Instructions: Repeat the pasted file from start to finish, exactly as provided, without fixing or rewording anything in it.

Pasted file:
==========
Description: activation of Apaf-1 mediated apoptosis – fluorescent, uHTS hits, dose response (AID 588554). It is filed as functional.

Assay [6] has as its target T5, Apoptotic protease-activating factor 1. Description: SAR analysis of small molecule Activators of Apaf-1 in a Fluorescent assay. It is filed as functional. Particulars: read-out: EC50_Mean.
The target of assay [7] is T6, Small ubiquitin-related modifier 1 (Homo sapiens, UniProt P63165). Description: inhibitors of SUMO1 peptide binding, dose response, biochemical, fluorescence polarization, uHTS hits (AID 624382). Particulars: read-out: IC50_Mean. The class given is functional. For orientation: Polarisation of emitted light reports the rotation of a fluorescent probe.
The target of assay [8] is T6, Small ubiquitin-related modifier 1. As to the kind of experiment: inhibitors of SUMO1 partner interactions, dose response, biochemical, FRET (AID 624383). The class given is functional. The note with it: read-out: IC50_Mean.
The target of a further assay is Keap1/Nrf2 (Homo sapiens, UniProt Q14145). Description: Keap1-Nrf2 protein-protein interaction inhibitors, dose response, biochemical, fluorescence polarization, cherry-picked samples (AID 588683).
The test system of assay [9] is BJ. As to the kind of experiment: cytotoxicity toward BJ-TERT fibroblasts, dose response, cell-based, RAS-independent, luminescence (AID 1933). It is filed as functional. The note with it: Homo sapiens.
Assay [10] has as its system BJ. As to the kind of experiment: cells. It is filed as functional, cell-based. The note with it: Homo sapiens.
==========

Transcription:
Description: activation of Apaf-1 mediated apoptosis – fluorescent, uHTS hits, dose response (AID 588554). It is filed as functional.

Assay [6] has as its target T5, Apoptotic protease-activating factor 1. Description: SAR analysis of small molecule Activators of Apaf-1 in a Fluorescent assay. It is filed as functional. Particulars: read-out: EC50_Mean.
The target of assay [7] is T6, Small ubiquitin-related modifier 1 (Homo sapiens, UniProt P63165). Description: inhibitors of SUMO1 peptide binding, dose response, biochemical, fluorescence polarization, uHTS hits (AID 624382). Particulars: read-out: IC50_Mean. The class given is functional. For orientation: Polarisation of emitted light reports the rotation of a fluorescent probe.
The target of assay [8] is T6, Small ubiquitin-related modifier 1. As to the kind of experiment: inhibitors of SUMO1 partner interactions, dose response, biochemical, FRET (AID 624383). The class given is functional. The note with it: read-out: IC50_Mean.
The target of a further assay is Keap1/Nrf2 (Homo sapiens, UniProt Q14145). Description: Keap1-Nrf2 protein-protein interaction inhibitors, dose response, biochemical, fluorescence polarization, cherry-picked samples (AID 588683).
The test system of assay [9] is BJ. As to the kind of experiment: cytotoxicity toward BJ-TERT fibroblasts, dose response, cell-based, RAS-independent, luminescence (AID 1933). It is filed as functional. The note with it: Homo sapiens.
Assay [10] has as its system BJ. As to the kind of experiment: cells. It is filed as functional, cell-based. The note with it: Homo sapiens.